Former Vice President Mike Pence's star has fallen among Republicans in recent years, a fact which was demonstrated by his abysmal performance in the GOP's primary race.
Pence's popularity is unlikely to improve following a report that he spoke with Special Counsel Jack Smith's team about his old boss earlier this year.
According to ABC News, Pence told investigators that former President Donald Trump chose to surround himself with "crank" attorneys following the 2020 election.
Former VP Mike Pence tells special counsel investigating Jan. 6 details about election aftermath and his interactions with former Pres. Donald Trump.
— ABC News Live (@ABCNewsLive) November 28, 2023
The network unnamed sources as saying the former vice president complained that those lawyers espoused "un-American" views and nearly brought about a "constitutional crisis."
What's more, the sources also maintain that Pence indicated he was "sure" of having explained to Trump that he had seen no evidence the election was stolen.
However, the former vice president insisted that Trump was unmoved by such assurances and began acting "recklessly," something which culminated in the "tragic day" of January 6.
ABC News correspondent Jonathan Karl reported that Pence also told investigators that he at one point planned on not overseeing the electoral count.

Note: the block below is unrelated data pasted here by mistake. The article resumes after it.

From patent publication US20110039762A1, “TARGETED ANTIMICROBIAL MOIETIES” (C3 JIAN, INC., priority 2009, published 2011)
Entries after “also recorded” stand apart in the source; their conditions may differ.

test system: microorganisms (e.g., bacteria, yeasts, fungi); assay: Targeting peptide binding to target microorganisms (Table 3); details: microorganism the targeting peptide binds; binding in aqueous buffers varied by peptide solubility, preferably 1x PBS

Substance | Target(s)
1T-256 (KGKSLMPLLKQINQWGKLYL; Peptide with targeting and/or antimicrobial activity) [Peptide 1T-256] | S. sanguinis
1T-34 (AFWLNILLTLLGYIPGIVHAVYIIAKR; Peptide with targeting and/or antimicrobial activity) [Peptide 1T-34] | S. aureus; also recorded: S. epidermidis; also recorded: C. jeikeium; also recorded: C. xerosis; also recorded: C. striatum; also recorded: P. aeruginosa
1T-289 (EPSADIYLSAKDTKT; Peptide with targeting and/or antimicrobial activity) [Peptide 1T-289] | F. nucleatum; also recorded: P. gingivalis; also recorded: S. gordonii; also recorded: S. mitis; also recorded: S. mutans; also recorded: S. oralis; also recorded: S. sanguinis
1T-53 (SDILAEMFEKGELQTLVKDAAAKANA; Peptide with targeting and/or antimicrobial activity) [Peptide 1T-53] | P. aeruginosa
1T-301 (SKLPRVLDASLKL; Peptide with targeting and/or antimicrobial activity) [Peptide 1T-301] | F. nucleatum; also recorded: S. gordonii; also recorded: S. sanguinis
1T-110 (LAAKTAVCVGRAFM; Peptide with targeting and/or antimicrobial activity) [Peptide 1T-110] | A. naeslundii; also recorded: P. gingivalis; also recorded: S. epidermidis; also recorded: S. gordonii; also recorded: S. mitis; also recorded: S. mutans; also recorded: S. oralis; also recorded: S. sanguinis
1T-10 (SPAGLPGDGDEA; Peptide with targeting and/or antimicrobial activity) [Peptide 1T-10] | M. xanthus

"Not feeling like I should attend electoral count. Too many questions, too many doubts, too hurtful to my friend. Therefore I’m not going to participate in certification of election," Karl quoted him as saying.
ABC News Exclusive: Pence notes reveal he had initially decided not to preside over electoral count on January 6:
“Not feeling like I should attend electoral count. Too many questions, too many doubts, too hurtful to my friend. Therefore I’m not going to participate in…
— Jonathan Karl (@jonkarl) November 28, 2023
However, Pence claimed to have later changed his mind on the matter after speaking with his son while on vacation in Colorado.
Earlier this year, Smith indicted Trump in Washington, D.C. on charges of conspiracy to defraud the United States; conspiracy to obstruct an official proceeding; obstruction of and attempt to obstruct an official proceeding; and conspiracy against rights.
The special counsel made headlines this week when it was revealed that he sent out a subpoena for information on Trump's Twitter followers.
Newsweek reported that the revelation sparked outrage, including from Missouri Republican Sen. Josh Hawley, who compared it to "something from Communist China."